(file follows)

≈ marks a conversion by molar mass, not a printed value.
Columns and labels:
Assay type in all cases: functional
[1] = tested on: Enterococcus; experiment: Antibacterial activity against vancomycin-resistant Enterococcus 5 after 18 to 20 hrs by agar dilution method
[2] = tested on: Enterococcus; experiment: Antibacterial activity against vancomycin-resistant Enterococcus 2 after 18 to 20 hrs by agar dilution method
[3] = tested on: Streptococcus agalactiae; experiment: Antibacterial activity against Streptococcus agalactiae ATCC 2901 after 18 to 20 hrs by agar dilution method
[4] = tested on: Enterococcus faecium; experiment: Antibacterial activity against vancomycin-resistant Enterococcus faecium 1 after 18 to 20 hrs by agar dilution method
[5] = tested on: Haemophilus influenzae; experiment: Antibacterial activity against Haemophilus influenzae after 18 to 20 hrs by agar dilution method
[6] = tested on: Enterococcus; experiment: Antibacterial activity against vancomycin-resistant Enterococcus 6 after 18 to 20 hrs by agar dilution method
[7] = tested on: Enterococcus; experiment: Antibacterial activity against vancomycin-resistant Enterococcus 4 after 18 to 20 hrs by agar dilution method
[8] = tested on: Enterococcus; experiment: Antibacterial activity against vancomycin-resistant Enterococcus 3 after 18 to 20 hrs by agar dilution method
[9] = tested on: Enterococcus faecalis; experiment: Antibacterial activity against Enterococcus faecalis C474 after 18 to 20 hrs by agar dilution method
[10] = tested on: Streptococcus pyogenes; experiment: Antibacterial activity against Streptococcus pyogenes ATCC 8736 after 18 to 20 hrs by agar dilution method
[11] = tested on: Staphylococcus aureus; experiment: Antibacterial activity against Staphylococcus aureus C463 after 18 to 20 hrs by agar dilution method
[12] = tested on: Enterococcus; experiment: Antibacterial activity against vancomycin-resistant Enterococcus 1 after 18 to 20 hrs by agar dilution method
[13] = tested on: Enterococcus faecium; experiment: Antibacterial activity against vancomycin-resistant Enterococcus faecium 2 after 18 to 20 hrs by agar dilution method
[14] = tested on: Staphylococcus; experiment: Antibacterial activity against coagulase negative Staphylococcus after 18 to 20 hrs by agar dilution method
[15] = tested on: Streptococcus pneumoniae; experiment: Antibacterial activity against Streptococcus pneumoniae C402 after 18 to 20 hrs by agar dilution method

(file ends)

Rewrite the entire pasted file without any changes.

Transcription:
≈ marks a conversion by molar mass, not a printed value.
Columns and labels:
Assay type in all cases: functional
[1] = tested on: Enterococcus; experiment: Antibacterial activity against vancomycin-resistant Enterococcus 5 after 18 to 20 hrs by agar dilution method
[2] = tested on: Enterococcus; experiment: Antibacterial activity against vancomycin-resistant Enterococcus 2 after 18 to 20 hrs by agar dilution method
[3] = tested on: Streptococcus agalactiae; experiment: Antibacterial activity against Streptococcus agalactiae ATCC 2901 after 18 to 20 hrs by agar dilution method
[4] = tested on: Enterococcus faecium; experiment: Antibacterial activity against vancomycin-resistant Enterococcus faecium 1 after 18 to 20 hrs by agar dilution method
[5] = tested on: Haemophilus influenzae; experiment: Antibacterial activity against Haemophilus influenzae after 18 to 20 hrs by agar dilution method
[6] = tested on: Enterococcus; experiment: Antibacterial activity against vancomycin-resistant Enterococcus 6 after 18 to 20 hrs by agar dilution method
[7] = tested on: Enterococcus; experiment: Antibacterial activity against vancomycin-resistant Enterococcus 4 after 18 to 20 hrs by agar dilution method
[8] = tested on: Enterococcus; experiment: Antibacterial activity against vancomycin-resistant Enterococcus 3 after 18 to 20 hrs by agar dilution method
[9] = tested on: Enterococcus faecalis; experiment: Antibacterial activity against Enterococcus faecalis C474 after 18 to 20 hrs by agar dilution method
[10] = tested on: Streptococcus pyogenes; experiment: Antibacterial activity against Streptococcus pyogenes ATCC 8736 after 18 to 20 hrs by agar dilution method
[11] = tested on: Staphylococcus aureus; experiment: Antibacterial activity against Staphylococcus aureus C463 after 18 to 20 hrs by agar dilution method
[12] = tested on: Enterococcus; experiment: Antibacterial activity against vancomycin-resistant Enterococcus 1 after 18 to 20 hrs by agar dilution method
[13] = tested on: Enterococcus faecium; experiment: Antibacterial activity against vancomycin-resistant Enterococcus faecium 2 after 18 to 20 hrs by agar dilution method
[14] = tested on: Staphylococcus; experiment: Antibacterial activity against coagulase negative Staphylococcus after 18 to 20 hrs by agar dilution method
[15] = tested on: Streptococcus pneumoniae; experiment: Antibacterial activity against Streptococcus pneumoniae C402 after 18 to 20 hrs by agar dilution method